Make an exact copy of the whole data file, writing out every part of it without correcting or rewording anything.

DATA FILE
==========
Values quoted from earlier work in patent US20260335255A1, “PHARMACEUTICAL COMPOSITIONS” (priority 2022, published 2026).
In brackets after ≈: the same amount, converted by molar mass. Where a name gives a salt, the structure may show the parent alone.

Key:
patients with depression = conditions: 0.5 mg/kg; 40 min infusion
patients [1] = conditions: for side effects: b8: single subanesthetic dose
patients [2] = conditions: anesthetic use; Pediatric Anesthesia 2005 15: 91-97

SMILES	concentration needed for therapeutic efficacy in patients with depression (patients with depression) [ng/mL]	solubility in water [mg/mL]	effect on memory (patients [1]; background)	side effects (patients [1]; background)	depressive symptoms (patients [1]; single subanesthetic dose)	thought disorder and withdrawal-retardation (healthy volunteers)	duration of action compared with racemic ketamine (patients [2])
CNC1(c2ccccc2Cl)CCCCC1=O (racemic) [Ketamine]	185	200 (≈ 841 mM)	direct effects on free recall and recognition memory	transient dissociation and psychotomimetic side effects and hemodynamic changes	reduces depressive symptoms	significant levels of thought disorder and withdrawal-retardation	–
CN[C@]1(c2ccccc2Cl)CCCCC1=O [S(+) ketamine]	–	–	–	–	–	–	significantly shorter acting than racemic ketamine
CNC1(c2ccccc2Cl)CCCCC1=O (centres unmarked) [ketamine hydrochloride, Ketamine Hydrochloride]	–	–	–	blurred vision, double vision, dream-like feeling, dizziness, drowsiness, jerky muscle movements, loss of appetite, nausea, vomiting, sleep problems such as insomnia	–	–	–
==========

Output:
Values quoted from earlier work in patent US20260335255A1, “PHARMACEUTICAL COMPOSITIONS” (priority 2022, published 2026).
In brackets after ≈: the same amount, converted by molar mass. Where a name gives a salt, the structure may show the parent alone.

Key:
patients with depression = conditions: 0.5 mg/kg; 40 min infusion
patients [1] = conditions: for side effects: b8: single subanesthetic dose
patients [2] = conditions: anesthetic use; Pediatric Anesthesia 2005 15: 91-97

SMILES	concentration needed for therapeutic efficacy in patients with depression (patients with depression) [ng/mL]	solubility in water [mg/mL]	effect on memory (patients [1]; background)	side effects (patients [1]; background)	depressive symptoms (patients [1]; single subanesthetic dose)	thought disorder and withdrawal-retardation (healthy volunteers)	duration of action compared with racemic ketamine (patients [2])
CNC1(c2ccccc2Cl)CCCCC1=O (racemic) [Ketamine]	185	200 (≈ 841 mM)	direct effects on free recall and recognition memory	transient dissociation and psychotomimetic side effects and hemodynamic changes	reduces depressive symptoms	significant levels of thought disorder and withdrawal-retardation	–
CN[C@]1(c2ccccc2Cl)CCCCC1=O [S(+) ketamine]	–	–	–	–	–	–	significantly shorter acting than racemic ketamine
CNC1(c2ccccc2Cl)CCCCC1=O (centres unmarked) [ketamine hydrochloride, Ketamine Hydrochloride]	–	–	–	blurred vision, double vision, dream-like feeling, dizziness, drowsiness, jerky muscle movements, loss of appetite, nausea, vomiting, sleep problems such as insomnia	–	–	–